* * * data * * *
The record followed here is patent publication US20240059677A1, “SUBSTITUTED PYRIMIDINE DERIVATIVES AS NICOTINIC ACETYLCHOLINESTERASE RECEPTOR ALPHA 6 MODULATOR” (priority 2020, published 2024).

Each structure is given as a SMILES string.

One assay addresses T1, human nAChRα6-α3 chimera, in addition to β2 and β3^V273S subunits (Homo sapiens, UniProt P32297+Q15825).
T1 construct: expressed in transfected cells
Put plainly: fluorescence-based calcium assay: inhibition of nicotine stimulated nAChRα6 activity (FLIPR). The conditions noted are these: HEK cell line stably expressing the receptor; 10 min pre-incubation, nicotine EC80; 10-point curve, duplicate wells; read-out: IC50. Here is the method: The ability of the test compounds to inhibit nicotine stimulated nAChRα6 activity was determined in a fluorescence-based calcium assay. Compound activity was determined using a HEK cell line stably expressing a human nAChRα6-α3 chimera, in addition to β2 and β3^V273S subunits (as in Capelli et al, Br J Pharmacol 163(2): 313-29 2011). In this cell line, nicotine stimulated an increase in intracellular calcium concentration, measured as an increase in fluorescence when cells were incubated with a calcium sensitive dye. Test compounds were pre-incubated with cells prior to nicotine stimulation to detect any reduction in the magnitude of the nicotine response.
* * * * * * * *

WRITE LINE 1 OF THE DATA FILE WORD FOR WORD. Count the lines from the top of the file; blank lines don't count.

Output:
The record followed here is patent publication US20240059677A1, “SUBSTITUTED PYRIMIDINE DERIVATIVES AS NICOTINIC ACETYLCHOLINESTERASE RECEPTOR ALPHA 6 MODULATOR” (priority 2020, published 2024).